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House Committee Looks Set to Wrap Up Waxman-Markey Tonight

After threatening 450 amendments and other delays, Republicans on the House Energy and Commerce Committee appear to be playing ball, and against all odds, it

Luke Evans
Last updated: Jul 31, 2020 | May 21, 2009

After threatening 450 amendments and other delays, Republicans on the House Energy and Commerce Committee appear to be playing ball, and against all odds, it actually looks like the landmark Waxman-Markey energy and climate will be voted out of committee tonight.

Tuesday’s hearing, the first day at which amendments to the bill were presented, extended late into the night, but just six amendments were put to a vote, and Chairman Henry Waxman’s (D-Calif.) goal of voting on the bill today appeared to be in serious danger. Yet just now, Ranking Member Joe Barton (D-Texas), who had pledged to wreak havoc on the proceedings, said that the Republicans were planning just ten more amendments. The committee now hopes to wrap things up by around 7 p.m. tonight.

What led to the Republican change of heart? Republicans may be disheartened by the fairly unified Democratic front thus far — the moderates they were hoping to pick off on some votes have largely toed the party line as Republican amendment after Republican amendment has been rejected. Or maybe they simply can’t bear the thought of another week of long hearings, when a sense of inevitability surrounding the bill’s passage (in the House, at least) has set in.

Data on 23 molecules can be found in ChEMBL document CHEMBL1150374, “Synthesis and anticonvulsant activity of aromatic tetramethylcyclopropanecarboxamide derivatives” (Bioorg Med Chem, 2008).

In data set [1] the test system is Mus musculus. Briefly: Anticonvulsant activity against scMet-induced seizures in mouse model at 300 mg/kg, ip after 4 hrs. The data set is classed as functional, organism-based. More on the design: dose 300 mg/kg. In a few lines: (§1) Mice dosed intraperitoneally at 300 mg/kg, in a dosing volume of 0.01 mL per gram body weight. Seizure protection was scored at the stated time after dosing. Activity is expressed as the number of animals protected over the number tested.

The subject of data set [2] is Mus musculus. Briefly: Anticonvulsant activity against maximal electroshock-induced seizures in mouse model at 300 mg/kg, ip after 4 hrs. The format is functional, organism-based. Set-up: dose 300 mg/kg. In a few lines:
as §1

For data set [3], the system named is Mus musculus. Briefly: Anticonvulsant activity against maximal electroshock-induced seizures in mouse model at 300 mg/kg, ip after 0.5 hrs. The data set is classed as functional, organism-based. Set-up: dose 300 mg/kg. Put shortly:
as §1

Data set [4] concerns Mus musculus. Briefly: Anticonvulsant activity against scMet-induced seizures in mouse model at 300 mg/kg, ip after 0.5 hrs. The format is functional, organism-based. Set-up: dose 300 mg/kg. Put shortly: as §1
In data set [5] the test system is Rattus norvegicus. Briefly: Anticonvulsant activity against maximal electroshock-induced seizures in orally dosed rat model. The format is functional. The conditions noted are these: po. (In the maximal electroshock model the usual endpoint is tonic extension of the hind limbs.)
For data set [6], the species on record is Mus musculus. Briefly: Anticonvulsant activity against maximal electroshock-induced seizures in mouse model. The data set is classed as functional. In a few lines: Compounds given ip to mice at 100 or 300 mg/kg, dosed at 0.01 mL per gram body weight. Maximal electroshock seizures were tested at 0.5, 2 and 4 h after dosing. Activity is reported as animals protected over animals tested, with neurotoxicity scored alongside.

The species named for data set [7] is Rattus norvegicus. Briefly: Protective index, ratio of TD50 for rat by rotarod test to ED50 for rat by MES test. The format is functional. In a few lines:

Last night, the Republicans forfeited another card they had up their sleeves by agreeing not to force a reading of the 946-page bill. But Barton didn’t want Douglas Wilder, the speed reader the Democrats hired as a precaution to go to waste.

“I may force the reading of a five-page amendment just to hear that young man read,” Barton said.

Waxman responded that he thought the Democratic leadership had let the reader go after the Republican pledge last night not to force a reading. But it was soon discovered that he was present, and Barton requested a reading of an amendment he had just introduced.

And so Wilder set to work, churning out the bureaucratic language atop the amendment at an impressive clip. After about 20 seconds of reading, Barton cut him off and withdrew his request for a reading. Wilder drew a big round of applause from everyone present.

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Luke Evans | My name is Luke Evans, and I work as a Web Developer. I am a professional coder and programmer who enjoys contributing to the exciting technical advancements. In 2016, I received a Bachelor's Degree in Software Development from California Institute of Technology. For my outstanding academic performance and leadership abilities while in school, I received the Edmund Gains Award in 2015.


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